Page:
STAFF REVIEW of FOBIA - St. Dinfna Hotel (Xbox One)


Tuesday, July 12, 2022.
by Adam Dileva

FOBIA - St. Dinfna Hotel Box art Are you a fan of Resident Evil style games, specifically the latest Resident Evil 7 or Village era of the series? Are you yearning for a creepy game with plenty of puzzles and enjoy having to constantly deal with inventory management? FOBIA – St. Dinfna Hotel (FOBIA for short) is probably exactly what you’re looking for then. First person horror with dated mechanics, there’s some serious Resident Evil vibes as you explore an old and completely abandoned hotel, yet need to try and survive. Very puzzle and backtracking heavy, FOBIA certainly has its core rooted in some classic game design, but with that comes classic issues as well.

You are Roberto Lopes, a journalist that has come to the St. Dinfna Hotel after receiving a tip to investigate some mysterious disappearances and some paranormal occurrences. After getting checked in you rest for the night, awakening later you realize you’re somehow locked in your room and things seem to look drastically different. The hotel now seems to be in ruins, on fire and completely trashed. Where is everyone, what is that black hole-like thing you just saw, who was that child in a gas mask and what are those monstrous noises you hear in the hallway? You’ll need to do everything you can to survive and escape the hotel.

Early on you find an old classic camera, but of course in a game like this, this isn’t any typical camera. Looking through this lens not only shows you things you can’t see by the naked eye, but seems to show you a different timeline, looking direct into the past. You’re going to uncover an intriguing story that revolves around a cult, paranormal activities and it won’t be easy any step of the way with how many puzzles you’ll need to solve and amount of backtracking you’ll need to do.

While the overall story is quite interesting as a whole, it’s a very slow progression broken into three core chapters. You’d expect that the game would fully take place in this hotel given the title of the game, but there’s actually two other main sections which is where the experience starts to drag on and falter, taking anywhere from 6-12 hours to complete depending on your love and skill at the genre. Due to the narrative I’ll really only delve into the Hotel part of the game, leaving the rest as a surprise for you to uncover.

Because of the first person view, FOBIA can be quite creepy at times, as you’re never quite sure what’s around every corner. While there’s not very many cheap jump scares, there’s much more “what the hell was that?” moments or stuff that was creepy as opposed to outright scary. The camera mechanic is interesting, as it changes your view much like how you used to use it in Outlast as night vision, but here it can allow you to see in the past as well. You might be at a dead-end in a hallway or room, but utilize your camera and magically there’s a pathway that’s open because in the past there wasn’t a collapsed wall or fire in that spot. I thought this camera mechanic would be utilized more but there’s only a handful of times it’s actually needed, as some puzzles will require the camera use as well to solve. The camera will also uncover hidden messages only able to be seen in this view as well, so you’ll initially be switching back and forth to figure out what to do and where to go.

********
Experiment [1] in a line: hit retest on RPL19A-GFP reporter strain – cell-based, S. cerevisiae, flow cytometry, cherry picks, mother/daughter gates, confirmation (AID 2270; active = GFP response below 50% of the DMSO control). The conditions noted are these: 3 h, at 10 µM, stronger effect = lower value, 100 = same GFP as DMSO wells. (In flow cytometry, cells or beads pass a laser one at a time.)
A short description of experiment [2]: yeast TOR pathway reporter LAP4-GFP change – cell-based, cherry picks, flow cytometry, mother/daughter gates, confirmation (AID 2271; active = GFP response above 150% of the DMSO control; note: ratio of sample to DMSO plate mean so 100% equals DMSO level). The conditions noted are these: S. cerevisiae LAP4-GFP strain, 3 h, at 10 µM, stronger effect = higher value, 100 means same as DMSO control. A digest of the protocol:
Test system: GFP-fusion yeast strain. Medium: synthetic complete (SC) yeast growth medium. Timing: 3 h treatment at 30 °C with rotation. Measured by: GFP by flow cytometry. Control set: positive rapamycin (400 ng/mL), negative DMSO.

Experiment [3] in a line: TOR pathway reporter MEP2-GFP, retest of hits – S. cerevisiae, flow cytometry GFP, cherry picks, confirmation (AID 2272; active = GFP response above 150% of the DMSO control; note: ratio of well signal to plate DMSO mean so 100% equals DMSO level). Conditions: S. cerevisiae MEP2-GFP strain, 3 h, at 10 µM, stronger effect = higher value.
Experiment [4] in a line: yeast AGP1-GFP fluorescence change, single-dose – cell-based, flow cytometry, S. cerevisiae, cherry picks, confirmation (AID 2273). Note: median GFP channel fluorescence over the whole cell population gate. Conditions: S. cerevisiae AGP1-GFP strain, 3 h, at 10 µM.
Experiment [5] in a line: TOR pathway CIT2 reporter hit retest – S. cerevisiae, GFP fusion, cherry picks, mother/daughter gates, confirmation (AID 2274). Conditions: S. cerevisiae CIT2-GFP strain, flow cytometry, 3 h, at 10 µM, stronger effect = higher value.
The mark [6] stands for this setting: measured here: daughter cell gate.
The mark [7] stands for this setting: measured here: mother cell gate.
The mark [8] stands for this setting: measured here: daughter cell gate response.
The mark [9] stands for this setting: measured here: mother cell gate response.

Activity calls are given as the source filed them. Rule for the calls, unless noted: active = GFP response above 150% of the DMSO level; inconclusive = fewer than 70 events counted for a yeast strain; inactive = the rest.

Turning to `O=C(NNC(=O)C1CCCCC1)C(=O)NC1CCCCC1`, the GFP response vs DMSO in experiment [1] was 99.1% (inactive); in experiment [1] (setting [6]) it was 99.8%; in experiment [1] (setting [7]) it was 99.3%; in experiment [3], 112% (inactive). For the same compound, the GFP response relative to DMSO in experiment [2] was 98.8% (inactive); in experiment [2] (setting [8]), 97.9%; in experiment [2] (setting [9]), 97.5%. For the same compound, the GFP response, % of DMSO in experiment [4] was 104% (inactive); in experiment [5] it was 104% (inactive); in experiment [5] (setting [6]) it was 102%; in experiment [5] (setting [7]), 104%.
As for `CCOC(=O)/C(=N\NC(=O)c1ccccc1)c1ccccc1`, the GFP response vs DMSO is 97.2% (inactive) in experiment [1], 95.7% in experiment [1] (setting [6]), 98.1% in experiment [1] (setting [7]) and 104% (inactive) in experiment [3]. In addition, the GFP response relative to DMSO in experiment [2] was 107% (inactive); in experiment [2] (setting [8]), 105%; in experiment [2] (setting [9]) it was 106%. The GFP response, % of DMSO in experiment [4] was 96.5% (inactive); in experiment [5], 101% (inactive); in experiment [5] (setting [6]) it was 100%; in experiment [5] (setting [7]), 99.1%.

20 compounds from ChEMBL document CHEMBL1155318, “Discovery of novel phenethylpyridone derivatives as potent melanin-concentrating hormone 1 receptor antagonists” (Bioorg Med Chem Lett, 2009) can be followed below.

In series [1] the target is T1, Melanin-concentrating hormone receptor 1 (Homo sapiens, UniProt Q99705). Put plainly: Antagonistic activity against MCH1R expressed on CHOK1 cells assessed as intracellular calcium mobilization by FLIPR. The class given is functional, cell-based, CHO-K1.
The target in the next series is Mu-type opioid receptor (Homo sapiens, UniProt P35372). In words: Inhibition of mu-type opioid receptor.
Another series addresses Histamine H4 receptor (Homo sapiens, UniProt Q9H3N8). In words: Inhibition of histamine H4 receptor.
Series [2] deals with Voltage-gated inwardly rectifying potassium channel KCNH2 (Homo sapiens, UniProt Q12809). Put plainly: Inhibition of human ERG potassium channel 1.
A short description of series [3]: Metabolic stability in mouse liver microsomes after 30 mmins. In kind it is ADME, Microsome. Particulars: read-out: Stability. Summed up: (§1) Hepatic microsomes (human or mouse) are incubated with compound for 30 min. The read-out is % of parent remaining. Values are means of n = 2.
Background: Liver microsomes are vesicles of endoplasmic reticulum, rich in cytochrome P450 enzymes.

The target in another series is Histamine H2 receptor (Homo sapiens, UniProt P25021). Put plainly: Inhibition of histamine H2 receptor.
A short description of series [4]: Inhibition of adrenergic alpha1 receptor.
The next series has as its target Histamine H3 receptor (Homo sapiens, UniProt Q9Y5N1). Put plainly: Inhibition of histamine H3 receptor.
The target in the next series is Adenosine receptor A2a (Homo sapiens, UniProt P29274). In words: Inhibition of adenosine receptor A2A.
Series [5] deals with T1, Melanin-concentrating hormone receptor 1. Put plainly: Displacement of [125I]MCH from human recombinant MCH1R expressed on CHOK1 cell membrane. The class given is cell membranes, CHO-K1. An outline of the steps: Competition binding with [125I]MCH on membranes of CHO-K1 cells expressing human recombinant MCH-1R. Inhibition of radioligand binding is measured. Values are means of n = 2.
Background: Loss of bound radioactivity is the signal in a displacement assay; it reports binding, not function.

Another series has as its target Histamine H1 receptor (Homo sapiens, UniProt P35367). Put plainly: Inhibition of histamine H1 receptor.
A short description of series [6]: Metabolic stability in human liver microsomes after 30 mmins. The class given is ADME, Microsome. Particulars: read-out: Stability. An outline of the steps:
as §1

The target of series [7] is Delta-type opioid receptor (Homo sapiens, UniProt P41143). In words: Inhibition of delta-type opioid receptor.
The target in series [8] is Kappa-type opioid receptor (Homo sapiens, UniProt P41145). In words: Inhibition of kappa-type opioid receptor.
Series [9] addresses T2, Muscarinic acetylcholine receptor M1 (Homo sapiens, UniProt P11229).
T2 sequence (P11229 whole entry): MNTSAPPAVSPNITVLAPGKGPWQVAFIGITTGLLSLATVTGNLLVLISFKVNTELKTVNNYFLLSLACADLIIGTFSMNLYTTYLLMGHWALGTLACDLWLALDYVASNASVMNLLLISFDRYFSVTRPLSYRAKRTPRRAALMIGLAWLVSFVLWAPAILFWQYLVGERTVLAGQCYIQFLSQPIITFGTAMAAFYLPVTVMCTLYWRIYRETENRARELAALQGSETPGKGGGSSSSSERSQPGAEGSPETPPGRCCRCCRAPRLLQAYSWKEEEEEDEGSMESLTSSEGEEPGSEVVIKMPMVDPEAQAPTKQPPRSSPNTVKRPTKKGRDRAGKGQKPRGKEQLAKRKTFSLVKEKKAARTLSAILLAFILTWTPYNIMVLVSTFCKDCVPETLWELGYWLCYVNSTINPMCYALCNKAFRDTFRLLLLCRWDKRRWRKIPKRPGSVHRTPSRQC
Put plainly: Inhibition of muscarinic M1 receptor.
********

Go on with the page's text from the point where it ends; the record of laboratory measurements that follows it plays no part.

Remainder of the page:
As I mentioned above about FOBIA being more creepy than scary, every now and then you’ll see that small girl with a gas mask walk by, unable to ever really catch up to her. Who is she? Why does your screen go completely black and dark for a moment and then it passes? These moments weren’t scary, but more annoying than anything else.

FOBIA is actually much more puzzle heavy than I initially expected. I was preparing myself to have a very combat heavy game, and while there is some combat included, exploration and puzzles definitely weigh heavier in the gameplay. Like classics in the genre, you’ll be searching for keys, keycards, tools and other objects so that you’re able to progress within the hotel. This of course means there’s a lot of backtracking, as you’ll have to go from one floor to the next, back down to a different one, take an elevator up, run back down another path and more. Making this challenging is that there’s no map at all, so I hope you have a great memory. Sure there’s some of those floor layout plans on the walls of the hotel, but remember you’ll also be trying to find hidden pathways and solve puzzles along the way as well, so expect to have a lot of wasted time simply trying to figure out how to get back to the fifth floor or where that locked door was that you now have the keycard for.

I made the mistake of taking a break for a day or so in between playing, and while your main objective is shown in text form, forget the pathways and you’re going to be struggling to remember the floor layouts. There’s also no checkpoints at all within FOBIA. Instead, you need to use particular clocks on the wall as your save points, something that wasn’t explained very well in the beginning. So when I had my first death you can imagine how upset I was when I realized I never saved for over an hour or two.

I can’t emphasize enough how puzzle and exploration heavy FOBIA really is. If you enjoy solving puzzles and have a great memory then I’m sure you’ll quite enjoy yourself, but if you struggle in this aspect, you might not nearly as much as you would expect. While the core game is quite linear, there are side areas you can explore and puzzles to solve for extra items and secrets. Problem is there’s some puzzle pieces you might not need until much later in the game, but you aren’t to know this, so you’re carrying certain objects in your very limited inventory space hoping it’s what you’ll need soon to progress so you can clear important inventory space.